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Friday, 2 January 2015

Yoga for Children with Special Needs, Chess Lessons and Playtime at the Scarsdale Library

The New Year kicks off with chess lessons, yoga for children with special needs and other programs at the Scarsdale Public Library.


Children ages 2 to 5 will have time for free play at Library Playdate on Tuesday, January 6, at 10:30 a.m.

At 4 p.m., the weekly Traditional Tuesday Storytime will entertain children ages 3 ½-5 with stories and rhymes created specifically for the age group.

At 6:30 p.m., the first session in the Advanced Chess series of lessons for players in grades 1 and up begins. Registration is required on the library website

Mother Goose for Walkers Up to Age Two returns on Thursday, January 8, at 9:30 a.m., with a second session at 10:30 a.m. This language enrichment program uses rhymes, songs and stories to stimulate listening, learning, speaking and reading skills. Mother Goose for Walkers is limited to the first 20 appropriately aged children. Attendees must have a ticket which are distributed on a first come, first served basis to Scarsdale cardholders in the Children’s Room half an hour before the start of each session.  Children are limited to attend one session of Mother Goose per week.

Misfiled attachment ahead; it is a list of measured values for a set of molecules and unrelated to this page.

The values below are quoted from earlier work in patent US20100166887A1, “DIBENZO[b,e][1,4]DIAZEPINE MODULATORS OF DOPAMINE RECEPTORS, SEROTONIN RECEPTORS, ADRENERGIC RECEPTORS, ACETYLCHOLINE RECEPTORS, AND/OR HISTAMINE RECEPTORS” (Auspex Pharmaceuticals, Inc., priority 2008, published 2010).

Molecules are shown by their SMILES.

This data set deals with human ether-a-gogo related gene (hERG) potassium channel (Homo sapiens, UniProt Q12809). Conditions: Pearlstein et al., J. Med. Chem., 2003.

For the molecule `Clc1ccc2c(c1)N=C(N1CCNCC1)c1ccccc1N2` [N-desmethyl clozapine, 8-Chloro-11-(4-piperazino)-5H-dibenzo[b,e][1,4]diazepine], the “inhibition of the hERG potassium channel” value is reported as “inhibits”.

Mother Goose for Pre-Walkers, a program of rhymes, songs and stories for infants who are not yet walking will be held Friday, January 9, at 9:30 a.m. Reservations are not required.

On Saturday, January 10, at 11 a.m., Yoga-A-Go-Go, a program for children with special needs, will return. Yoga can not only aid in teaching a child focus and balance but, even more importantly, self-acceptance and confidence. Traditional yoga poses and practices have been modified into a playful, non-judgmental format for fun and relaxation. Wheelchairs can be accommodated.

“Wag Your Tale,” the monthly program when dogs lend their ears to young readers who want to practice reading out loud will be held on later on Saturday at 3 p.m.   Although dogs aren’t good conversationalists, they make great listeners. Children who are tentative about their reading skills can gain confidence by reading – not to an adult, who may be over-prone to correct, but to an uncritical canine companion. The Good Dog Foundation, a Brooklyn-based nonprofit organization, provides the certified, registered therapy dogs. Registration is required on the library’s website.

Source: Hamlet Hub , 1st Jan 2015

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